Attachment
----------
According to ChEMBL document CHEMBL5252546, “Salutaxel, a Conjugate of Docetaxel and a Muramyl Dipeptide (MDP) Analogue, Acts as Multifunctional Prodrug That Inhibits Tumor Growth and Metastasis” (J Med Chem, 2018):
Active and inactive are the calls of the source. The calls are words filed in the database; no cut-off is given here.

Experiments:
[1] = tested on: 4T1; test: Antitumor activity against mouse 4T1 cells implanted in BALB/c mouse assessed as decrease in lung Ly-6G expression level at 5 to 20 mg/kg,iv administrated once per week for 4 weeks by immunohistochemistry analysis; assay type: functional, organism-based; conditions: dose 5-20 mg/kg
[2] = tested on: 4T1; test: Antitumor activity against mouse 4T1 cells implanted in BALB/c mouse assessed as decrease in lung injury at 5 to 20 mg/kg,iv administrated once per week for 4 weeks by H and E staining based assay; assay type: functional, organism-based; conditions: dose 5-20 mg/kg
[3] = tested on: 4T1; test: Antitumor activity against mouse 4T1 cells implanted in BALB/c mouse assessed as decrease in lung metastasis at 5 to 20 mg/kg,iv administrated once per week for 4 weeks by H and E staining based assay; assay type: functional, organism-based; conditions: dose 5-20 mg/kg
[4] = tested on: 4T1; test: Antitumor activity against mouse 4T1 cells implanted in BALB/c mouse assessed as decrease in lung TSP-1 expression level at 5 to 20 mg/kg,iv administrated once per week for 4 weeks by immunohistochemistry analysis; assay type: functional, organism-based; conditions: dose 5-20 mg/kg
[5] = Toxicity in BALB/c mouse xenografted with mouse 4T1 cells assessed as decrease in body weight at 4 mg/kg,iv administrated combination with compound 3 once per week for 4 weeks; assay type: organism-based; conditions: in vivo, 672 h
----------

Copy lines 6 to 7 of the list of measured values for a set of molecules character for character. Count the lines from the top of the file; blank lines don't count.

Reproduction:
[3] = tested on: 4T1; test: Antitumor activity against mouse 4T1 cells implanted in BALB/c mouse assessed as decrease in lung metastasis at 5 to 20 mg/kg,iv administrated once per week for 4 weeks by H and E staining based assay; assay type: functional, organism-based; conditions: dose 5-20 mg/kg
[4] = tested on: 4T1; test: Antitumor activity against mouse 4T1 cells implanted in BALB/c mouse assessed as decrease in lung TSP-1 expression level at 5 to 20 mg/kg,iv administrated once per week for 4 weeks by immunohistochemistry analysis; assay type: functional, organism-based; conditions: dose 5-20 mg/kg